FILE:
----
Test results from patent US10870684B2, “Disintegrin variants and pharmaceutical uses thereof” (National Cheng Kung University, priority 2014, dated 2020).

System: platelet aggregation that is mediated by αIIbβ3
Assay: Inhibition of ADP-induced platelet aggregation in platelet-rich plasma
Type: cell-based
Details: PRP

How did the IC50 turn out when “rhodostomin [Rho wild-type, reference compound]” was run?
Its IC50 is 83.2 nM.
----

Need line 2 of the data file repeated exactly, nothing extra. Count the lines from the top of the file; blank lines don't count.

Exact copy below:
System: platelet aggregation that is mediated by αIIbβ3